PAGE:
The concept of a “preseason” can be misleading.
Preseasons are, more often than not, a ploy by the air-conditioning industry utilized as a means for giving their technicians something to do during the slow periods during the year. And, while it’s not necessarily a bad thing to get ahead of the game — especially at a discount — the outdoor temperatures prior to the season may be outside the parameters needed to accurately check the refrigerant charge in your air-conditioner.
If it’s too cool outside and there is no load “cool inside” your house, the saturation temperature may be too low and the load on the equipment too low to accurately check your refrigerant charge. If the system doesn’t have a history of refrigerant leaks, then a glance may be adequate and you may also be able to include a furnace/heat pump maintenance thanks to the mild temperatures — the good ole 2-for-1 deal.
In my experience, most techs will attempt to get out of washing the condenser coils. It’s no fun standing in mud and coil cleaner suds for an hour or more — and it’s even less fun re-installing the panels on a unit sitting in coil cleaner suds and mud.
But, for the customer to get the full benefit of a preseason, it’s a must.
If the unit is located on concrete or gravel, away from your lawn care company — where speed is all that matters — it may not be necessary to wash it every year. If you have trees, keep the leaves raked away from the condenser because they block the flow of air through the coil. If you have Cottonwood trees, you may not want to preseason at all. Just wait until it snows cottonwood fuzz, then have your condenser cleaned.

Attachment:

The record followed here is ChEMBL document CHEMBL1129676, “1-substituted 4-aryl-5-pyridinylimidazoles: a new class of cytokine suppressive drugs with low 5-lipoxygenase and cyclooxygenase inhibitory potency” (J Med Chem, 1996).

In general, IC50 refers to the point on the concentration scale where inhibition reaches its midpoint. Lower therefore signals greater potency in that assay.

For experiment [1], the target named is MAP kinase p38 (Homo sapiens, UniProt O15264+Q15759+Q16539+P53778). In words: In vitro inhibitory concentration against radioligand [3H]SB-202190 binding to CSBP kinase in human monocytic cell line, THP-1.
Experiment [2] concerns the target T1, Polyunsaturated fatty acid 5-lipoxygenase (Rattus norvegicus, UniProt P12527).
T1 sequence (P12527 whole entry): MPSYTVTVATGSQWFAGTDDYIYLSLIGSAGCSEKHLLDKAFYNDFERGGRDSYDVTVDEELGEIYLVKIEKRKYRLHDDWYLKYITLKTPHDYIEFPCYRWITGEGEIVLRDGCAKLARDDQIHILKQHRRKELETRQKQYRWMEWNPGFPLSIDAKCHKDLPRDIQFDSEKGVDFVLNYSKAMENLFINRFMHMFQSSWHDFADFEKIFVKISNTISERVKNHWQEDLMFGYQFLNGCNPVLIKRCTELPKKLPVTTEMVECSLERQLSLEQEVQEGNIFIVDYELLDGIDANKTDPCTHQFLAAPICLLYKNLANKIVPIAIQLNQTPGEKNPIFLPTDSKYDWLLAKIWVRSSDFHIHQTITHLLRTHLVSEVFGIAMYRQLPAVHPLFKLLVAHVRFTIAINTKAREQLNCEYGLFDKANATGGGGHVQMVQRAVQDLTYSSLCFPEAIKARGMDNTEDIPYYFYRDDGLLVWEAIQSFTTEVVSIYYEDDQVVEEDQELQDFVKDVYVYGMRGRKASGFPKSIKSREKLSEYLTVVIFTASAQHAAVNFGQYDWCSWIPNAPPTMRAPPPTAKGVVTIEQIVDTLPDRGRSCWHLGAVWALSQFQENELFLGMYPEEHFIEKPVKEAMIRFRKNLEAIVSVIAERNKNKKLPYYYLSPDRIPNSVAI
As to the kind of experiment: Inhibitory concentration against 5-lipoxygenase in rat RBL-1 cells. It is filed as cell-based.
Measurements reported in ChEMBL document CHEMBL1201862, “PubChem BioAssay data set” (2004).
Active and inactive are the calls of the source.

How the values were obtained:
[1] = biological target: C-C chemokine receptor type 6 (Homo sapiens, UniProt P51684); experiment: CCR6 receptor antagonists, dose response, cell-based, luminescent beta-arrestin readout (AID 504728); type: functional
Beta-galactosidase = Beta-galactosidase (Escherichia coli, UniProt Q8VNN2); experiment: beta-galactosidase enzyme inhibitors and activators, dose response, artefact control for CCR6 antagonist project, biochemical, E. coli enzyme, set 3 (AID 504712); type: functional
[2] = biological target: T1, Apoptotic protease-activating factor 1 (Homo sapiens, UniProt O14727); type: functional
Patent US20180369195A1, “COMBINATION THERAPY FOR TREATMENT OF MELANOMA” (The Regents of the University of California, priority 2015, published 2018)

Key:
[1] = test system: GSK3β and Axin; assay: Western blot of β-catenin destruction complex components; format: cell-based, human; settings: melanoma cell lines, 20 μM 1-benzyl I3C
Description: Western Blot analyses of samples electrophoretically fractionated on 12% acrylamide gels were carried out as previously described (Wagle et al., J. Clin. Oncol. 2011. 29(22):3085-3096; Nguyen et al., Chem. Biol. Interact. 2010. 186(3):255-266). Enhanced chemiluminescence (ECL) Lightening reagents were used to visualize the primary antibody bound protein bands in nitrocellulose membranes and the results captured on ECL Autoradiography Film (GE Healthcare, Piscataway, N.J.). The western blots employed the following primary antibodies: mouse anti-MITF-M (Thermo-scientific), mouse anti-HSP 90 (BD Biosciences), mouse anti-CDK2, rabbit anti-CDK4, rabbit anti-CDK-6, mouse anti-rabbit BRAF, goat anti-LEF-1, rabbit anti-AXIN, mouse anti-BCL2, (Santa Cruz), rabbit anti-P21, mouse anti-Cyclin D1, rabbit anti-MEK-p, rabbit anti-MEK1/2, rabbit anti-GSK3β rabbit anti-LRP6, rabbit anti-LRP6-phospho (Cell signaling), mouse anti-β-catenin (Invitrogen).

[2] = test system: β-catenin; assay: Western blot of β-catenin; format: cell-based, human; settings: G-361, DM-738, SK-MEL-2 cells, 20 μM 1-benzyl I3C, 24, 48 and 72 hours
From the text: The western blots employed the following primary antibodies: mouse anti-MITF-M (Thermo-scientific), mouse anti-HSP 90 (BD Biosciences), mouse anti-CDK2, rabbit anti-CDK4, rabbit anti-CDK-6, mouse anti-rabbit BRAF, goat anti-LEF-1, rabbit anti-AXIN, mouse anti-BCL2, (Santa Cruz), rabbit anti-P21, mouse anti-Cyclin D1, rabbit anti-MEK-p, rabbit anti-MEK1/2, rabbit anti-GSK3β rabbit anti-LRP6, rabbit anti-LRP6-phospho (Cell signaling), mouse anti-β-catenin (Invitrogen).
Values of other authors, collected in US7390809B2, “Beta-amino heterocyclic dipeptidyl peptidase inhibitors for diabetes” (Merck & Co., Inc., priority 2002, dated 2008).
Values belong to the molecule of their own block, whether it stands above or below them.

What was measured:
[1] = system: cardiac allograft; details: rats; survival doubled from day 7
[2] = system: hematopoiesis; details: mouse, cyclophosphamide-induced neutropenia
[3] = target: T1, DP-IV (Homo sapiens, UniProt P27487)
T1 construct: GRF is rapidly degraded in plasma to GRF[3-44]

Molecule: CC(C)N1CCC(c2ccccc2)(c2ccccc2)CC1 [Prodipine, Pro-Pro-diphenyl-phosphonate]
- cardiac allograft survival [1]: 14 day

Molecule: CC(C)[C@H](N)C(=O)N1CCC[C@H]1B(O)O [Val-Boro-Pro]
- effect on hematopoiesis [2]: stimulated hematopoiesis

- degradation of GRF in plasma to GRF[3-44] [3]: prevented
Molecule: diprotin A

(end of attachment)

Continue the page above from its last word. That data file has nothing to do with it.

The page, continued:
When this happens varies from season-to-season and from state-to-state.
On a large commercial property in Bentonville, we would wash their condenser coils in the spring, only to return later in the summer and find the condenser coils completely covered in the aforementioned fuzz. We moved their service to later in the year to get in sync with the Cottonwood fall.
As far as the inside service goes, frequency depends on the environment.
When my three sons lived at home with their dog, Roscoe, it was amazing how fast the filter needed to be changed. Once they all grew up and moved away — or, in Roscoe’s case, went to the doggie daycare in the sky — the filters didn’t need changed nearly as often.
So, ask yourself, “How much traffic is in my house?” Are your return air grilles at the floor or in the ceiling? If your returns are in the floor, your filters will get dirty much faster than returns on the ceiling. Do you have children or pets? Do you have allergies and a HEPA air filtration system? If so, your filter maintenance is going to need to be more frequent.
So, when should you schedule a preseason? The answer is different for everyone.
We prefer to call it preventive maintenance — not a preseason. Preventive maintenance is necessary. How much and how often is unique to each individual and/or family. Air Dynamics will gladly build a custom maintenance plan that’s right for you.